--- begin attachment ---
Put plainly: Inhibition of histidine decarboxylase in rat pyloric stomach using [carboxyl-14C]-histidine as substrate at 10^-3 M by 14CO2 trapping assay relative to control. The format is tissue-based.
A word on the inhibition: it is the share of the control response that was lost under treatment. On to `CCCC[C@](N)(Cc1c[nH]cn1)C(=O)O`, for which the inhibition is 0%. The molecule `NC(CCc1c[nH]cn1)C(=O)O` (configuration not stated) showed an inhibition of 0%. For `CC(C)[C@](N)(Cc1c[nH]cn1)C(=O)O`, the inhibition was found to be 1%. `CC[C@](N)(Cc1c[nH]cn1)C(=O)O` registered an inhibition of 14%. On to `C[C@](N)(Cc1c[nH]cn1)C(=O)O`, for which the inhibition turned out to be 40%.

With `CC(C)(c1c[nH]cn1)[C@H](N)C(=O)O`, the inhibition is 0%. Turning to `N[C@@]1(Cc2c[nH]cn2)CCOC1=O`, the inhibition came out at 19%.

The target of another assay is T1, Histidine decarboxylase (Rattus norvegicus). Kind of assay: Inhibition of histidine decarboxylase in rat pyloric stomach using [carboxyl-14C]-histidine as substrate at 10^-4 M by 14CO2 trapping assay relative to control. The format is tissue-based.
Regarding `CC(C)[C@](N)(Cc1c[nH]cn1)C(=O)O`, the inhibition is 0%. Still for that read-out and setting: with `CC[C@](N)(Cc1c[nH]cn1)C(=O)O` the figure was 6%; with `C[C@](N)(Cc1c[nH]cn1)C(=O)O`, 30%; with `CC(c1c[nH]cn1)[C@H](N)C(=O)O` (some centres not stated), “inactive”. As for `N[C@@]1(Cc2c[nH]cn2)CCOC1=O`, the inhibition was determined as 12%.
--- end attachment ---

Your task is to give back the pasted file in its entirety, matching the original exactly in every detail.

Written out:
Put plainly: Inhibition of histidine decarboxylase in rat pyloric stomach using [carboxyl-14C]-histidine as substrate at 10^-3 M by 14CO2 trapping assay relative to control. The format is tissue-based.
A word on the inhibition: it is the share of the control response that was lost under treatment. On to `CCCC[C@](N)(Cc1c[nH]cn1)C(=O)O`, for which the inhibition is 0%. The molecule `NC(CCc1c[nH]cn1)C(=O)O` (configuration not stated) showed an inhibition of 0%. For `CC(C)[C@](N)(Cc1c[nH]cn1)C(=O)O`, the inhibition was found to be 1%. `CC[C@](N)(Cc1c[nH]cn1)C(=O)O` registered an inhibition of 14%. On to `C[C@](N)(Cc1c[nH]cn1)C(=O)O`, for which the inhibition turned out to be 40%.

With `CC(C)(c1c[nH]cn1)[C@H](N)C(=O)O`, the inhibition is 0%. Turning to `N[C@@]1(Cc2c[nH]cn2)CCOC1=O`, the inhibition came out at 19%.

The target of another assay is T1, Histidine decarboxylase (Rattus norvegicus). Kind of assay: Inhibition of histidine decarboxylase in rat pyloric stomach using [carboxyl-14C]-histidine as substrate at 10^-4 M by 14CO2 trapping assay relative to control. The format is tissue-based.
Regarding `CC(C)[C@](N)(Cc1c[nH]cn1)C(=O)O`, the inhibition is 0%. Still for that read-out and setting: with `CC[C@](N)(Cc1c[nH]cn1)C(=O)O` the figure was 6%; with `C[C@](N)(Cc1c[nH]cn1)C(=O)O`, 30%; with `CC(c1c[nH]cn1)[C@H](N)C(=O)O` (some centres not stated), “inactive”. As for `N[C@@]1(Cc2c[nH]cn2)CCOC1=O`, the inhibition was determined as 12%.